I hovered over the 4 stars for this book. I usually give 5 stars for books that I know I will go back to read time and again, but 'Ash Cinema' is something I felt would be diminished for me if read it again. I remember feeling similarly impressed by the movie 'Brazil' and vowing I would never watch that again either.
I gave Ash Cinema 5 stars because I do believe that what Rathke pulled off here is, as the rating system puts it, 'amazing'. I'd like to think he worked incredibly hard to make the prose interesting and unique, but there's a quality about it, a poetic flow that suggests it just oozed naturally out of him. And I think the nature of the subject matter demanded this: a significant part of it was the painful angst of lovers pouring out their need to reach each other across a vast gulf through letters. And if that idea seems ordinary to you, that's because I haven't explained the context, and I won't, because I don't believe in spoilers. Suffice to say there's a mythic and timeless ebb to the relationships that showcases Rathke's dreamy imagination perfectly. The barriers of death are meaningless in the world he has created. I absolutely love this kind of thing.
To me, this was a beautiful haunting told in perfectly chaotic prose.
Putting aside the skillful lines of the prose for a moment, the emotion of this novel is what impressed me most. It came across so forcefully to me, so pure. It felt like the pages, and the psyches of the various three narrators, was bleeding as I read. Reading was actually emotionally wearying, but cathartic. All three stories, tremendous loss and the unquenchable need to reclaim, blew me away. And, getting back to the writing itself, the literal lines of the prose are pretty impressive as well. The three sections are uniquely tailored to the particular narrator and that narrator's particular loss, but they share enough similarity to work into the cohesive whole. Regardless of which narrator, the writing itself is energetic, surprising, and interesting. In short, I'm impressed.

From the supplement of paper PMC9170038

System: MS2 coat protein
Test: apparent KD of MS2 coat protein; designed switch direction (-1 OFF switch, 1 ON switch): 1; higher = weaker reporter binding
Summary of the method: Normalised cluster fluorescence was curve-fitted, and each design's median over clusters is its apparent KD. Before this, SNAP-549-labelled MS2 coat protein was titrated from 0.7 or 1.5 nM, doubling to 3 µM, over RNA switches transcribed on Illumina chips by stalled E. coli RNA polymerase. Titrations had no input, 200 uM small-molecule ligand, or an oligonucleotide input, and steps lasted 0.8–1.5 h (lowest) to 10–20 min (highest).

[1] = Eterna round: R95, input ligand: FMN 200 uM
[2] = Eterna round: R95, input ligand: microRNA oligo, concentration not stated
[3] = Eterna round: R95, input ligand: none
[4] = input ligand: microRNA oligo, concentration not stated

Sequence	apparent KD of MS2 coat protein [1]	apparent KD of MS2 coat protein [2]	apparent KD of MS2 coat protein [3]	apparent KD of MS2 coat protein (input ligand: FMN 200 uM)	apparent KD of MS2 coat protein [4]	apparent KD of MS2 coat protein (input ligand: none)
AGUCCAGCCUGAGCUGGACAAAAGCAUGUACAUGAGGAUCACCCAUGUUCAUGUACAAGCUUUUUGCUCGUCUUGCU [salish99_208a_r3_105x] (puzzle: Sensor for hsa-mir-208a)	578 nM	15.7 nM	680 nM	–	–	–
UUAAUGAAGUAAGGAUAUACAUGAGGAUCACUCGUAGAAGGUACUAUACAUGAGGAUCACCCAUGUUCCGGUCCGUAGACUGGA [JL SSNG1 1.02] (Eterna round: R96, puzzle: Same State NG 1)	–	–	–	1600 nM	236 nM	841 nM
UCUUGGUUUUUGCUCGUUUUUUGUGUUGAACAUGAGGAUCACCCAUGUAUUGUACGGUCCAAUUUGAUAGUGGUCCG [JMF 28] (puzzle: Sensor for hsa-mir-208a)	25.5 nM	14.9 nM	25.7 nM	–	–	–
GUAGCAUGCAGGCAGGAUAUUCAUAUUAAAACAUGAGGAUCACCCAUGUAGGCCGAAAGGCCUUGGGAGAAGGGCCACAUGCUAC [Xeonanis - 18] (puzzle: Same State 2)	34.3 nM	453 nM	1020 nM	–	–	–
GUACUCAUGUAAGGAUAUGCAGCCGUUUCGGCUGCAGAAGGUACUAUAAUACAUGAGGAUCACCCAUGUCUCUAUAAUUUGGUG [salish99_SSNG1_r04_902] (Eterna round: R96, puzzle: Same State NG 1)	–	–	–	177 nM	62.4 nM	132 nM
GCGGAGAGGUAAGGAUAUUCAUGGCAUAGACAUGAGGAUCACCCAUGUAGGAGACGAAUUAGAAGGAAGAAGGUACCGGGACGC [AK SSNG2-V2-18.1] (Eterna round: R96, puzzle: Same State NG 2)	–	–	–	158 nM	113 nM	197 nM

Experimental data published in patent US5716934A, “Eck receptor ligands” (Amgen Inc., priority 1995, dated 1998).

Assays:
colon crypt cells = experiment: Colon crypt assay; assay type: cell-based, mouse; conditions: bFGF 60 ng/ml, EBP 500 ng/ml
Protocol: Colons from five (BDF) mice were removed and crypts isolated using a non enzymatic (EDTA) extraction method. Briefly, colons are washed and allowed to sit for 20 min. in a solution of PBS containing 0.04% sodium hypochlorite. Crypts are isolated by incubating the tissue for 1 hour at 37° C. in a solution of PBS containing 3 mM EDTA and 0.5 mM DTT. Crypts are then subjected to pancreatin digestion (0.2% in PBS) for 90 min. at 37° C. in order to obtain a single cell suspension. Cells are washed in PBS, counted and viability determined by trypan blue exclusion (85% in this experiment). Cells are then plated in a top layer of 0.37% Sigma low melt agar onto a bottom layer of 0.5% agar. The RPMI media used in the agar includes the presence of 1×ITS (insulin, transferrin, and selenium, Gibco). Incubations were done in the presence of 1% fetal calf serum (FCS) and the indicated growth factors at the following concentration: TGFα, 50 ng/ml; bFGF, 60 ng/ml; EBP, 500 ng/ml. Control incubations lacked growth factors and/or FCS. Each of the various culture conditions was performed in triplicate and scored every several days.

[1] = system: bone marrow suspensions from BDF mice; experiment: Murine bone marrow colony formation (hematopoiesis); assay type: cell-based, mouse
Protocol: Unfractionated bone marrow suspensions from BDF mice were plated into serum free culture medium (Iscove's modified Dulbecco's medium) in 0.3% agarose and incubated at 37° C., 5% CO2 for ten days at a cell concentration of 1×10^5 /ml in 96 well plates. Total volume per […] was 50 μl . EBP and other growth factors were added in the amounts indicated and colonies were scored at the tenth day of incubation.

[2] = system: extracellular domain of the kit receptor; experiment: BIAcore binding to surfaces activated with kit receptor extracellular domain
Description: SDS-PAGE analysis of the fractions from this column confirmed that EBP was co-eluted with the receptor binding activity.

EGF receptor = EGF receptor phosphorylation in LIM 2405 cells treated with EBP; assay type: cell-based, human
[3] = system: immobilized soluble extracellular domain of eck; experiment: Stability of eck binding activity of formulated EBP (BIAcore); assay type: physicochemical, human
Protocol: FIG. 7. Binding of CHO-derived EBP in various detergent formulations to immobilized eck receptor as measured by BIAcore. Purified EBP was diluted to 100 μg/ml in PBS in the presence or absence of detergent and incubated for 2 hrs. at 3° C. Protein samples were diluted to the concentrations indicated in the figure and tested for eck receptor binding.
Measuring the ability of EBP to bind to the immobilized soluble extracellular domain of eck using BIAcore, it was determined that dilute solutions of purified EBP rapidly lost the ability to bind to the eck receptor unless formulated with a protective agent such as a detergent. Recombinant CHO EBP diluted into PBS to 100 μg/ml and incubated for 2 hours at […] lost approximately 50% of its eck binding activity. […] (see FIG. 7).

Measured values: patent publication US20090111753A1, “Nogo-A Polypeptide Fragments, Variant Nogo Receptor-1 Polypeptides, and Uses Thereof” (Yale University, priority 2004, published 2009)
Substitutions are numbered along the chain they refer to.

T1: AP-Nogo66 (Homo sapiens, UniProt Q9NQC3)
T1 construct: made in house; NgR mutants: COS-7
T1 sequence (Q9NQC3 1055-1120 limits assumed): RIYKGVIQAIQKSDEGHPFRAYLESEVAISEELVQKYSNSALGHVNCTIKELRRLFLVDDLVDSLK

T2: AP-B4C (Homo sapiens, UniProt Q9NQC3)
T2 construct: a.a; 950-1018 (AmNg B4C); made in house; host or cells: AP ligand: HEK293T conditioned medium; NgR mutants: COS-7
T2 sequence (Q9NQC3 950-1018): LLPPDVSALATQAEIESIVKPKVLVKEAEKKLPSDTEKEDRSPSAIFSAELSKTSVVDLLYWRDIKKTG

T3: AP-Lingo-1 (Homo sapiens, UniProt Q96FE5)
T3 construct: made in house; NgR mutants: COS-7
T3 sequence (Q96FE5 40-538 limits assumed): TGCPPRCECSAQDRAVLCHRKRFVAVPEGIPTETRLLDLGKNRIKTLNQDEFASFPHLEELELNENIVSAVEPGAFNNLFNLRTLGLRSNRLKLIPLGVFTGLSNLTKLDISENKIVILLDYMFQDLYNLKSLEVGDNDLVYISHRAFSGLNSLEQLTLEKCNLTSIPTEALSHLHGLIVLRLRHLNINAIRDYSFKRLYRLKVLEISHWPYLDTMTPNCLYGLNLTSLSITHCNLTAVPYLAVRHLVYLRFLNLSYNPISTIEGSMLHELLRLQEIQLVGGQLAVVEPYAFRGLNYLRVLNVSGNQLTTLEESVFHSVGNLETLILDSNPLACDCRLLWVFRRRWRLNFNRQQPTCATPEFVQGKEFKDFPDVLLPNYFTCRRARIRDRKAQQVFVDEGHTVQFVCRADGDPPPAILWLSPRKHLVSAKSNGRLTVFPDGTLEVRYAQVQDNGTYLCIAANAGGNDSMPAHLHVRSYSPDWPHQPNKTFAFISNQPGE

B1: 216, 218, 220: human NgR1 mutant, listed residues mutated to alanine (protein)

A variety of ghosts haunt the reader in Ash Cinema. Each of the three narrators has lost a love to death and led to reconnect with them through writing. Though they never know each other, all of their lives are somehow affected by the obscure, avant-garde filmmaker Sebastian Falke.
Rathke does an amazing job of bringing the reader into these lives that have been saved by love and shattered by its loss. And for a story that deals with such weighty themes, it's not bogged down by romanticized depression and moping. We are shown the consequences of loving as deeply as they have, and we come to understand their loss. Rather than depressing, I found it to be a clever testimonial to the power of human connection and why it is one of our most profound human experiences.
The narration style fits the book so well, as it is often as ethereal as the ghosts in its pages. Each story is told in a first person narration that is more about a feeling than any particular image. As I read their stories, I felt like I was in that piece of the mind that narrates the events of our lives and creates a story to make sense of it. It was a really profound experience. More than being told a story, I felt like I was living in these parts of the narrators' lives.
Ash Cinema does a great job of many things, but one of my favorite is its use of art and its effect upon people. More than just entertainment, art in Ash Cinema is a catalyst for action. People don't just see the films of Sebastian Falke and go about living their lives. Even the rumor of his films' existence is the impetus for a lifelong quest. Most everyone derides his work, but the power of his films echo through generations for a small number of people, and lives are brought together and broken apart because of them. That's the power I feel the arts have in my life, and it was refreshing to see them have such an impact in the lives of these characters.
There's not much to critique in this book. If anything, the first of the three stories is a bit slow and involves someone who spends a good deal of time alone, which lends itself to prose that is a bit indulgent to sensory feelings that didn't add much to the story. But things pick up quickly, and before the end of the first story I was completely engrossed. The second and third stories are much stronger and even manage to make the first story stronger in retrospect.
It's impossible to describe much of the plot of Ash Cinema without doing it injustice, so I won't try. I will say that this was an engrossing story, and that it deeply affected me. I know when I look back at this book on my list of books that I read for 2012, I will be reminded of the strong impression it left on me well after finishing it.
Beautiful prose, beautiful story, beautiful book. Moving stories of life and death, love and loss. I bought a physical copy, but you can download the ebook for free on Smashwords. I'll be keeping a close eye on anything Rathke does in the future.